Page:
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The Lincoln Christian Church has verified its legendary claim to fame: Abraham Lincoln not only practiced as a lawyer in its first church building, but also served as a judge there as well. Church staff recently confirmed that connection, and announced it to their congregation at its services on Sunday morning.

"We are the only church in the nation to have this connection to any U.S. President," said Todd Parmenter, the church's Executive Minister.

Parmenter and Preaching Minister, Ron Otto began researching the church's roots several months ago, in preparation for a sermon series. "We had heard rumors about the church's history, and we wanted to know if they were true," Otto said. Parmenter grew up in the Lincoln Christian Church, and says the history of the church "means a lot to the people of our church."

Members had told Otto and Parmenter about a plaque that had once hung in their second church building, that linked the original church building to Abraham Lincoln. After months of searching, Parmenter says, all they could find was one photo of the plaque from 1975.

The plaque text is readable in the photo and states, "Pending erection of a new courthouse for Logan County to replace one destroyed by fire in 1857, the original Christian Church built on this site that year was used as both Church and Circuit Courtroom and here Abraham Lincoln practiced law and by common consent acted as temporary judge."

Church member and Lincoln College Museum Curator, Ron Keller, says that some historians had disputed the plaque's claim, since Lincoln was in Chicago trying a case in the fall of 1857. However, evidence was found that Lincoln tried at least three cases in the spring of 1858 in the original Lincoln Christian Church.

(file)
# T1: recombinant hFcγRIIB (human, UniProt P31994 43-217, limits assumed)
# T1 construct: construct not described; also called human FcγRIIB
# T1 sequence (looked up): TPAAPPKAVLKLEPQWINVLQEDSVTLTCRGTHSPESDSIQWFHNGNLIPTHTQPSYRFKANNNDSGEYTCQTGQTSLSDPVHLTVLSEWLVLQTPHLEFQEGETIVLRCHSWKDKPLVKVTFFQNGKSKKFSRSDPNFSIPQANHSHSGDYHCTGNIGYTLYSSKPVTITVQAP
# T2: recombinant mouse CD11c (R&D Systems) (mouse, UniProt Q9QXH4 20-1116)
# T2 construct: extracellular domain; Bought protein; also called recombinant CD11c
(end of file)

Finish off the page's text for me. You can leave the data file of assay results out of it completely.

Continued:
It took a little more "digging," and Keller found proof that Lincoln also sat pro tem in place of David Davis in a foreclosure case in the spring of 1858, involving $250 and two mules that were used as collateral.

That historic first Lincoln Church building was destroyed in a fire in 1902, and Otto said that only one item was saved from the fire: the church bell that hangs in a tower in the church's present building.

Paramenter said that during their research they found a photo showing the bell being brought from the second building to the current one. And, they found an article saying that the bell was the only item that survived the 1902 fire.

Still, Paramenter and Otto wanted to verify the bell in their present church was the one that dated back to the 1800's. With no easy access to the bell, Paramenter climbed up several feet of ladder to reach it. He said the moment he saw the date, "1868" on the side of the bell, was an "exciting" one. "I began yelling, "It's the bell. It's the bell."

The research also found that Justice of the Peace J.Q. Primm had given the church a display of three items: a boot jack, a fireplace poker, and a pair of tongs, all said to have been used by Lincoln when he practiced law at the church. Parameter says the church is looking for information about what may have happened to that display and to the plaque.

The church plans to pursue recognition from the State Historical Society.


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